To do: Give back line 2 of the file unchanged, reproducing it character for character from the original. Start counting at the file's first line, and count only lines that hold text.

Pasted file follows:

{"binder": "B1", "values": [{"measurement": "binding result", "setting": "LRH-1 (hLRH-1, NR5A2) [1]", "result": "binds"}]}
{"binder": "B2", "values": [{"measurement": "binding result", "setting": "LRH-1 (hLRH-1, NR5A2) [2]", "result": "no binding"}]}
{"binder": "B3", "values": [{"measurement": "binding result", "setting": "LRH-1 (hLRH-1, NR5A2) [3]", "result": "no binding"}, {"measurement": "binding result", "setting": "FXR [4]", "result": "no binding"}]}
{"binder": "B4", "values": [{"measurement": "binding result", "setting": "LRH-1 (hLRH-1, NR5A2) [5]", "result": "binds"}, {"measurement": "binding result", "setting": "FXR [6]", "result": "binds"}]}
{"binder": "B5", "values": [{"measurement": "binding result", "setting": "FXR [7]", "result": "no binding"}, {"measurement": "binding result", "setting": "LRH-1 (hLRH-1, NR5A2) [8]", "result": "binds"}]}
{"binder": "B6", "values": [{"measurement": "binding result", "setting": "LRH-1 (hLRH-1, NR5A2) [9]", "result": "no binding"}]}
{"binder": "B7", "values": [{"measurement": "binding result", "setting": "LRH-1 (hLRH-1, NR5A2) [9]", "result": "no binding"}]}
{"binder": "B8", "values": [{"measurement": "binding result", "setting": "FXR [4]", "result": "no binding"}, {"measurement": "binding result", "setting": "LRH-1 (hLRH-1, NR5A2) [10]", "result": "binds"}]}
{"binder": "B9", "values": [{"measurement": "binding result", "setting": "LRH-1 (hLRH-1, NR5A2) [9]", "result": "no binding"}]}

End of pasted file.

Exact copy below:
{"binder": "B2", "values": [{"measurement": "binding result", "setting": "LRH-1 (hLRH-1, NR5A2) [2]", "result": "no binding"}]}